Today in London radical history: more disturbances in Trafalgar Square, after riot the day before, 1848

Trafalgar Square was built in the 1830s, after the previous mass of royal mews, stables and other buildings, which had grown up over several centuries, was cleared after 1826. The aim was to have a great plaza with outstanding views of the new buildings on it edge, most notably the new National Gallery. The whole square, its monuments and surroundings was touted as a celebration of Britain’s military might, empire, royalty and culture. Us unruly plebs being who we are, the Square was almost from the first a venue for political and social struggles against these institutions and the power they hold over us. Despite the best intent of the authorities, we still gather there and ever now and again we kick off…

The first use of Trafalgar Square, then recently completed, as a rallying point for a demonstration came on 6th March 1848, when protesters gathered to hear speakers denouncing the increase of income tax from 3 to 5 per cent. A planned protest against the then relatively novel idea of income tax had been called by Charles Cochrane for Monday 6 March. Under pressure from the police, however, he reluctantly withdrew and made efforts to cancel the open air meeting.

The plinth of Nelson’s Column was still covered by hoardings as building work slowly progressed.

Scared by police threats of prosecution, Cochrane tried to cancel the rally, and declined to speak for fear of arrest, leaving the platform to G. W. M. Reynolds, then a young Chartist and a republican (later to found the famous Reynolds’ News magazine). The Times lamented, ‘8,000 to 10,000 persons assembled in the Square, belonging entirely to the working classes [some estimates say as few as 1,500], and the great mass of them apparently out of employment … judging from appearances, not a dozen probably were subject to tax.Speaking of the events in France which had toppled Louis Philippe and proclaiming, ‘A Republic for France – The Charter for England’, Reynolds was catcalled by someone in the crowd (an agent provocateur, it was suggested) asking what he would do if he had Philippe in his grasp – would he kill him? Cleverly avoiding a charge of treasonable sedition, Reynolds answered that he would put him in the zoo as an exhibit!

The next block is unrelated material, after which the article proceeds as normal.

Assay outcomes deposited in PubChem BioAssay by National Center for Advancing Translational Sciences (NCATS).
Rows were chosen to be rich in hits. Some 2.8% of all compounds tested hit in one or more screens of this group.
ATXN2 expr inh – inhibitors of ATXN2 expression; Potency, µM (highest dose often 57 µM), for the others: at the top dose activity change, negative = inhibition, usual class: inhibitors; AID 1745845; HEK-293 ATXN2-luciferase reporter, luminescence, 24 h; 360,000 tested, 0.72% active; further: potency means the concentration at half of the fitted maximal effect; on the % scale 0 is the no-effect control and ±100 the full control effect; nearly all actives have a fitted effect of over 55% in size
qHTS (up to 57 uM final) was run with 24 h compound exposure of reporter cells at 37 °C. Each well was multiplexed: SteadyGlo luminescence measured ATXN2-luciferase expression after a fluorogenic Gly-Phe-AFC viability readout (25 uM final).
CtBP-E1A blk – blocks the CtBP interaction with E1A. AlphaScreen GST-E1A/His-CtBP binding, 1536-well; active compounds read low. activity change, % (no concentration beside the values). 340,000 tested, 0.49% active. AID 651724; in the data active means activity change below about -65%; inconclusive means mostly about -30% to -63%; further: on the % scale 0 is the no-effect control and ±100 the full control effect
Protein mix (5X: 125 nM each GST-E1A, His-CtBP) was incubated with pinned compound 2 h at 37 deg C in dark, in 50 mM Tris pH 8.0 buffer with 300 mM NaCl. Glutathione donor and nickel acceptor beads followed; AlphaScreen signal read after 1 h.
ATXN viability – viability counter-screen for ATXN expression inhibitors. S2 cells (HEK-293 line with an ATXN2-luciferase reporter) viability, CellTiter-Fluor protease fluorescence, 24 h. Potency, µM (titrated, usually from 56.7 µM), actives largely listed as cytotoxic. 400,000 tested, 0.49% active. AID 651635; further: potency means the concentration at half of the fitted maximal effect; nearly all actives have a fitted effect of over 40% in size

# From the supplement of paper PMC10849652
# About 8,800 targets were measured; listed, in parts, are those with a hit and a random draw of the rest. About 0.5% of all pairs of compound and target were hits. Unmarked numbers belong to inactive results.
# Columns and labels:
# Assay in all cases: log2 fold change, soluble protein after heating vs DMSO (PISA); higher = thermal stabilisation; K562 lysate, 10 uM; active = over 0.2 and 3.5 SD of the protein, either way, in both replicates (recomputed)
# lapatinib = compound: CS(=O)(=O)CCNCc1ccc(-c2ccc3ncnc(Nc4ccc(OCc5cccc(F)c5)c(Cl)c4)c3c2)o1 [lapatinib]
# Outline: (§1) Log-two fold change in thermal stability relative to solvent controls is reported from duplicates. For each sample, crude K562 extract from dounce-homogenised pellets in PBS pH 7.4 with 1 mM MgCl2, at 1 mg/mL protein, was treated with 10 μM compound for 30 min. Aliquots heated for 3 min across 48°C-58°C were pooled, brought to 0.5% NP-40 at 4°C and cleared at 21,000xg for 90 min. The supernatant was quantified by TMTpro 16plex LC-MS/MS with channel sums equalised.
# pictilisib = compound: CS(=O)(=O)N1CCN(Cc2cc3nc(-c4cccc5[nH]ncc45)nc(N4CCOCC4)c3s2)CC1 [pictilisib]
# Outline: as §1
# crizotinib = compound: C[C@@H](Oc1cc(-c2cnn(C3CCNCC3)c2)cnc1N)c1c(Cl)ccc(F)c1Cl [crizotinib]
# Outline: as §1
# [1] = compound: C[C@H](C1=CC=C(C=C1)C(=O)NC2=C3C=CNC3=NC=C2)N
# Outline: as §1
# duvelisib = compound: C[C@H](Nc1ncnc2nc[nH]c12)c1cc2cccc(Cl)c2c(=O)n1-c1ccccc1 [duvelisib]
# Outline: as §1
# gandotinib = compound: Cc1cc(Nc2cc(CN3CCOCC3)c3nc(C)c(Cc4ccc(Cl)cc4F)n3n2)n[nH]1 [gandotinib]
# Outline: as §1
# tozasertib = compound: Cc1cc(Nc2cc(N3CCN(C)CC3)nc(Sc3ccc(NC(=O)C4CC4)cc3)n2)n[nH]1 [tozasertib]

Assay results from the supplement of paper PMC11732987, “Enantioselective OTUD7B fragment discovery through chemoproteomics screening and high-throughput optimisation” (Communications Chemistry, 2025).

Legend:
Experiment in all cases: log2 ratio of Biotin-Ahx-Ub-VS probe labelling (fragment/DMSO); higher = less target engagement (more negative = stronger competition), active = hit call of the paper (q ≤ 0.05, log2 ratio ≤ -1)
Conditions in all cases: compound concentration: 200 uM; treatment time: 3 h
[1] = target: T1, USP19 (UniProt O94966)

According to the admittedly partisan Chartist newspaper, the Northern Star, just as the crowd began to dissolve “some sleek well-fed man asserted that the people assembled were lazy and would not work”. In the uproar which followed, the police moved in with truncheons flying and a riot ensued. The police now had to contend with a pelting of stones from the Column’s base, after which the hoardings were torn down and thrown. Builders’ sheds were also set alight as a section of the crowd made its way to St James’ Park with the cry of ‘To the Palace! Bread and Revolution!’, smashing windows and lampposts on the way.

By 4pm that afternoon, the police were in control of the square. But as they withdrew two hours later, the crowd flocked back in, pulling down the wooden hoardings around Nelson’s Column and arming themselves with granite blocks from the new roads. The fighting continued until late into the evening, with parts of the crowd heading off to smash the windows of the gentlemen’s clubs in Pall Mall , breaking into bread shops to seize loaves and – shortly after midnight – moving into Grosvenor Square .

It was 1am before peace was restored, and by 9am the following morning (March 7th) the crowd was back, erecting a barricade in Charing Cross next to the statue of Charles I.

All that day and into Wednesday 8 March the fighting continued. The authorities built up their forces over these days. On the Monday, there had been just 1,189 police on duty or reserve in London ; two days later, there were 2,460.